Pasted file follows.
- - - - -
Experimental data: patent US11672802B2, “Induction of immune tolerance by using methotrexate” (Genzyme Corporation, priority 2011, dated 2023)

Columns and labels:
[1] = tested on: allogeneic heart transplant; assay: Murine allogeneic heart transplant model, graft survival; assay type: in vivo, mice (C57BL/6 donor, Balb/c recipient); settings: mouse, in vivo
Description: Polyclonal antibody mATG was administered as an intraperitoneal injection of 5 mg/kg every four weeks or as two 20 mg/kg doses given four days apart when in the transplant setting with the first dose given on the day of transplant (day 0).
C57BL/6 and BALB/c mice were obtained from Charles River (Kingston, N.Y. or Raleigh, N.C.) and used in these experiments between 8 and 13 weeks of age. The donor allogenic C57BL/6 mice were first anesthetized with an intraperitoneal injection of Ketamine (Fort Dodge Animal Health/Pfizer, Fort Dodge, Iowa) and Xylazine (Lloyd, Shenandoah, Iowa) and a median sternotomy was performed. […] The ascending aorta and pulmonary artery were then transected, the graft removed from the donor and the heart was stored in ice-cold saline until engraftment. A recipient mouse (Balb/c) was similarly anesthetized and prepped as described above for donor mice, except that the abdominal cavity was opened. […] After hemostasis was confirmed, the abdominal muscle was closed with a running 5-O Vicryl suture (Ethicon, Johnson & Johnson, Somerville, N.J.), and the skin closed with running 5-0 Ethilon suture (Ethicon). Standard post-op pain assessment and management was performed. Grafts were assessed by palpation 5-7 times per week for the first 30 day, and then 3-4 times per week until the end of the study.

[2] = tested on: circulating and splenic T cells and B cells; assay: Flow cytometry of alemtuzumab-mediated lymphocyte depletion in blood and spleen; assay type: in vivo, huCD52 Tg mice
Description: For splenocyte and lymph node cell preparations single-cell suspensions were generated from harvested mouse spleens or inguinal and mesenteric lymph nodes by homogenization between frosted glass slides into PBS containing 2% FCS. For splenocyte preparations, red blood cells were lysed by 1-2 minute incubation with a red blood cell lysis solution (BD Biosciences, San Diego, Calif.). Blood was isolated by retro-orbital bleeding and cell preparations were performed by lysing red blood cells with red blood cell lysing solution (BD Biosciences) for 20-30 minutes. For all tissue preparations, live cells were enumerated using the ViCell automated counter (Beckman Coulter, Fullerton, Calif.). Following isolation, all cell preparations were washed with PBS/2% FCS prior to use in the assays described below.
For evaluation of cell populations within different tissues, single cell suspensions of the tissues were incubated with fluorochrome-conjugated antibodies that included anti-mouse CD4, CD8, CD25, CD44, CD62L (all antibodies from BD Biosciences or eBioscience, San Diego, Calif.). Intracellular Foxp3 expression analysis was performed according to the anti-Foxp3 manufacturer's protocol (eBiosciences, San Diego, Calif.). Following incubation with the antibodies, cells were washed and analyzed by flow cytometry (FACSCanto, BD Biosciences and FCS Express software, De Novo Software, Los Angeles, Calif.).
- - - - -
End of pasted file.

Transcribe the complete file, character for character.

Experimental data: patent US11672802B2, “Induction of immune tolerance by using methotrexate” (Genzyme Corporation, priority 2011, dated 2023)

Columns and labels:
[1] = tested on: allogeneic heart transplant; assay: Murine allogeneic heart transplant model, graft survival; assay type: in vivo, mice (C57BL/6 donor, Balb/c recipient); settings: mouse, in vivo
Description: Polyclonal antibody mATG was administered as an intraperitoneal injection of 5 mg/kg every four weeks or as two 20 mg/kg doses given four days apart when in the transplant setting with the first dose given on the day of transplant (day 0).
C57BL/6 and BALB/c mice were obtained from Charles River (Kingston, N.Y. or Raleigh, N.C.) and used in these experiments between 8 and 13 weeks of age. The donor allogenic C57BL/6 mice were first anesthetized with an intraperitoneal injection of Ketamine (Fort Dodge Animal Health/Pfizer, Fort Dodge, Iowa) and Xylazine (Lloyd, Shenandoah, Iowa) and a median sternotomy was performed. […] The ascending aorta and pulmonary artery were then transected, the graft removed from the donor and the heart was stored in ice-cold saline until engraftment. A recipient mouse (Balb/c) was similarly anesthetized and prepped as described above for donor mice, except that the abdominal cavity was opened. […] After hemostasis was confirmed, the abdominal muscle was closed with a running 5-O Vicryl suture (Ethicon, Johnson & Johnson, Somerville, N.J.), and the skin closed with running 5-0 Ethilon suture (Ethicon). Standard post-op pain assessment and management was performed. Grafts were assessed by palpation 5-7 times per week for the first 30 day, and then 3-4 times per week until the end of the study.

[2] = tested on: circulating and splenic T cells and B cells; assay: Flow cytometry of alemtuzumab-mediated lymphocyte depletion in blood and spleen; assay type: in vivo, huCD52 Tg mice
Description: For splenocyte and lymph node cell preparations single-cell suspensions were generated from harvested mouse spleens or inguinal and mesenteric lymph nodes by homogenization between frosted glass slides into PBS containing 2% FCS. For splenocyte preparations, red blood cells were lysed by 1-2 minute incubation with a red blood cell lysis solution (BD Biosciences, San Diego, Calif.). Blood was isolated by retro-orbital bleeding and cell preparations were performed by lysing red blood cells with red blood cell lysing solution (BD Biosciences) for 20-30 minutes. For all tissue preparations, live cells were enumerated using the ViCell automated counter (Beckman Coulter, Fullerton, Calif.). Following isolation, all cell preparations were washed with PBS/2% FCS prior to use in the assays described below.
For evaluation of cell populations within different tissues, single cell suspensions of the tissues were incubated with fluorochrome-conjugated antibodies that included anti-mouse CD4, CD8, CD25, CD44, CD62L (all antibodies from BD Biosciences or eBioscience, San Diego, Calif.). Intracellular Foxp3 expression analysis was performed according to the anti-Foxp3 manufacturer's protocol (eBiosciences, San Diego, Calif.). Following incubation with the antibodies, cells were washed and analyzed by flow cytometry (FACSCanto, BD Biosciences and FCS Express software, De Novo Software, Los Angeles, Calif.).